Home Sciences The bizarre world of quantum interpretations

The bizarre world of quantum interpretations

by Palantir Dewuka

To ordinary people, most quantum theories seem strange, while others seem downright bizarre. There are many theories that try to explain the intricacies of quantum systems and how our interactions affect them. And, not surprisingly, each approach is supported by its group of qualified and respected scientists.

Is it reasonable that you can modify a quantum system just by looking at it? What about creating multiple universes just making a decision? Or what if your mind divides because you have measured a quantum system?

You might be surprised to find that some or all of these things could happen regularly millions of times every day without you even realizing it.

The classical world (the world we live in) has a set of rules and the quantum world has a different set of rules. But of course, they describe the same unique universe. As far as physics is concerned, there are two realities: there is that which we experience every day, where a single object is a single object and nothing teleports through the walls or exists in two places at the times, and then there is that of the subatomic, that is to say the very, very small, where these rules no longer hold. These are respectively the worlds of classical physics (which follows Newton’s laws) and quantum (which follows laws which we do not understand). But everything is made up of quantum particles if you look closely and that means that a lot more of your daily experiences come down to quantum physics than you might think.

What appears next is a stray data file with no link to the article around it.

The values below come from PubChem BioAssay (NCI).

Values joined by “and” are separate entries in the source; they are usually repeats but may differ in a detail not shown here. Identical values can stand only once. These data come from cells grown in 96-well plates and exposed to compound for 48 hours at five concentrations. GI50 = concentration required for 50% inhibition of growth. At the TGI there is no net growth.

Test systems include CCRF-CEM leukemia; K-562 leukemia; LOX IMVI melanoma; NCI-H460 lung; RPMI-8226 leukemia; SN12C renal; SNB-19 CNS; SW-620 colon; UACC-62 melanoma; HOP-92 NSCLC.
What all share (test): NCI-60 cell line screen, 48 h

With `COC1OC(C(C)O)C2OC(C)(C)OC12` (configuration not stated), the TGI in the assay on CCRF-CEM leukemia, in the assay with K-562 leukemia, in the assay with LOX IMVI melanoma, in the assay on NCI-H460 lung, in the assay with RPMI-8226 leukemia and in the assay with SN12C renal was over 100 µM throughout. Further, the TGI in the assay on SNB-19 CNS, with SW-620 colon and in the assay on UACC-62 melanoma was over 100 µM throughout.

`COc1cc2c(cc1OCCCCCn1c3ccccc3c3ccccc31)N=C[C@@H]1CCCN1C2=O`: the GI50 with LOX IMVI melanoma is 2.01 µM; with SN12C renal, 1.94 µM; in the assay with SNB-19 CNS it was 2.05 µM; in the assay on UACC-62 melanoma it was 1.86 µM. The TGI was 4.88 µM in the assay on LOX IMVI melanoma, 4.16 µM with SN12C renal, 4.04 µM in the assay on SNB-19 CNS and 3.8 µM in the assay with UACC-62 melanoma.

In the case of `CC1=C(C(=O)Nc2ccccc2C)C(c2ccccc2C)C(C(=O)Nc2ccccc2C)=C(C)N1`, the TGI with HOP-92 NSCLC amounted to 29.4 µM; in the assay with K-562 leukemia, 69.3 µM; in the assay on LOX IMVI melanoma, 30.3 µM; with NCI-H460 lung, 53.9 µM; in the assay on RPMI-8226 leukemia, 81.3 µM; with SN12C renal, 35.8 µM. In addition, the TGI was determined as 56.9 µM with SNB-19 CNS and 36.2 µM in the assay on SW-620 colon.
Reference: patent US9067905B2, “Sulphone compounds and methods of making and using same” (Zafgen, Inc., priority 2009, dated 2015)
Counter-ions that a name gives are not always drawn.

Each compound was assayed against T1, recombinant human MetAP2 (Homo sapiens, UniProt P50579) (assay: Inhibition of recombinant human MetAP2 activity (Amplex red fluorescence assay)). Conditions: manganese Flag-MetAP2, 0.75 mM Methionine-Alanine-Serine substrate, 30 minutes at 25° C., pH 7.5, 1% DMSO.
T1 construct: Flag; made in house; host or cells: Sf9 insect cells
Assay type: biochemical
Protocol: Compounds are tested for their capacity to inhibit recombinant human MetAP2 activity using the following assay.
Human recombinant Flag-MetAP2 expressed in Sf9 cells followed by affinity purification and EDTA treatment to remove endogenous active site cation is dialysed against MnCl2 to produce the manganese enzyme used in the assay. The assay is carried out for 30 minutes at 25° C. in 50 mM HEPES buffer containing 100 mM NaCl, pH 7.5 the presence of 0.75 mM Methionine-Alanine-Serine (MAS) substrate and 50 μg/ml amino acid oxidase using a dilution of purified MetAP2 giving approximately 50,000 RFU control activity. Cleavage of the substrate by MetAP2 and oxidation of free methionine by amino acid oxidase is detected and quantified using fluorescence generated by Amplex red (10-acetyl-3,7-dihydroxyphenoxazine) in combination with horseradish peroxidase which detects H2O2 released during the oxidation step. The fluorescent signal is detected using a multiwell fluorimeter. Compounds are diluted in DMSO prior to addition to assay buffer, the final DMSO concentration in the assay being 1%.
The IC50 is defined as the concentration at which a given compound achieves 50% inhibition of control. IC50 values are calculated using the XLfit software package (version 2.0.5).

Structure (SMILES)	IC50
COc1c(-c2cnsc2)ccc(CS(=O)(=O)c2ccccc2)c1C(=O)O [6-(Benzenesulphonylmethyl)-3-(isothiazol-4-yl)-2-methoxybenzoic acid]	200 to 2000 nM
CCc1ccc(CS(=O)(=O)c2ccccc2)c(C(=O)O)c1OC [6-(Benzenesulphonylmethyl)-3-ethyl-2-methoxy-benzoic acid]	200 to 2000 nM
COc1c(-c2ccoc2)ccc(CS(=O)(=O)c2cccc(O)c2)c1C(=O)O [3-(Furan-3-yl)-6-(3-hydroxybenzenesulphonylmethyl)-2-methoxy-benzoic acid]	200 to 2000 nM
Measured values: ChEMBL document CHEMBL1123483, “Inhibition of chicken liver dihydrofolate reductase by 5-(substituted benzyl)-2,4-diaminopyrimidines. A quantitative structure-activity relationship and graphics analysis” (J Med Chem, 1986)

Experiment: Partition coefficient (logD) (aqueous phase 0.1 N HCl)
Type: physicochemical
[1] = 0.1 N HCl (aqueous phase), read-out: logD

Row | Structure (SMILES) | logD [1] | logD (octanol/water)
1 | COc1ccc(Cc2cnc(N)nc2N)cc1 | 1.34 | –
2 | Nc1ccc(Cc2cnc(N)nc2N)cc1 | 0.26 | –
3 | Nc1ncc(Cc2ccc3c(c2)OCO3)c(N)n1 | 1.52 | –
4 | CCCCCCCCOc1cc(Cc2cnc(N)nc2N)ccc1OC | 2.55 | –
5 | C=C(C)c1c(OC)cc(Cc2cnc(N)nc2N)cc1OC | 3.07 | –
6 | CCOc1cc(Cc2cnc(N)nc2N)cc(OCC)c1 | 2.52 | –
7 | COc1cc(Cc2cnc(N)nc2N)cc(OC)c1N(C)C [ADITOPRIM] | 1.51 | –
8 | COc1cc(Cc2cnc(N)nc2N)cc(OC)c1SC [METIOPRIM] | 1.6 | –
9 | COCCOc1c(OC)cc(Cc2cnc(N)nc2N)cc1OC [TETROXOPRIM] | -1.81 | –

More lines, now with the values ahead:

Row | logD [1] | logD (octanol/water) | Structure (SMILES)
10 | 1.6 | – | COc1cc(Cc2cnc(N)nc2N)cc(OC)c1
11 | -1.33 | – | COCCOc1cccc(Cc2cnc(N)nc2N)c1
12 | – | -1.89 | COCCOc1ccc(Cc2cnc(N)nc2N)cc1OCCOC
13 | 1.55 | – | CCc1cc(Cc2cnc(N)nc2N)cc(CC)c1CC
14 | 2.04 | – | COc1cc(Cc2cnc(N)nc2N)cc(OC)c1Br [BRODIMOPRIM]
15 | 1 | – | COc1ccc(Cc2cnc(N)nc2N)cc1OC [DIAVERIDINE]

Light is a popular example of the strangeness of the quantum world. It exists simultaneously in the form of a continuous wave and a discrete particle known as the photon.

The most famous demonstration of this bizarre phenomenon is the double-slit experiment, where individual photons that pass through a wall with two slits produce patterns on a screen as if all of these waves were interacting until you set up a motion detector. photons to measure the slits crossed by each photon, at this time, they produce two light lines as if they were individual photons.

The idea is that quantum particles exist both as particles and as waves, also known as superposition, until they are measured or observed, when they collapse into a single state.

Your eyes create an image of the world with the light that hits your retina. Is it an exaggeration to call them photon detectors? According to recent research, no: studies suggest that humans may be able to detect a single photon at a better rate than chance. This opens up the intriguing possibility that our eyes can also detect quantum phenomena. “

Your sense of touch is also based on the quantum world. Even the densest object you’ve ever held is mostly made up of empty space. Indeed, matter is made up of atoms and atoms are made up of a very small nucleus surrounded by even more tiny electrons orbiting at a relatively huge distance. If you were to explode the nucleus to the size of a ball, you would have to travel the length of a football field to reach the most distant electrons.

Wolfgang Pauli and Niels Bohr spinning a Tippe Top at the Institute of Physics at University of Lünd, Sweden, July 1954

Things only seem solid because of quantum physics, that’s Pauli’s exclusion principle, to be precise. At its core, this principle says that there is a limit to the number of electrons that can drag in a specific orbit around an atom. For an electron from an atom in your hand to merge into an atom in your cup of coffee, it would take more energy than your hand is ready to exert. Instead, these electrons repel each other, making you feel like you’re touching a solid object.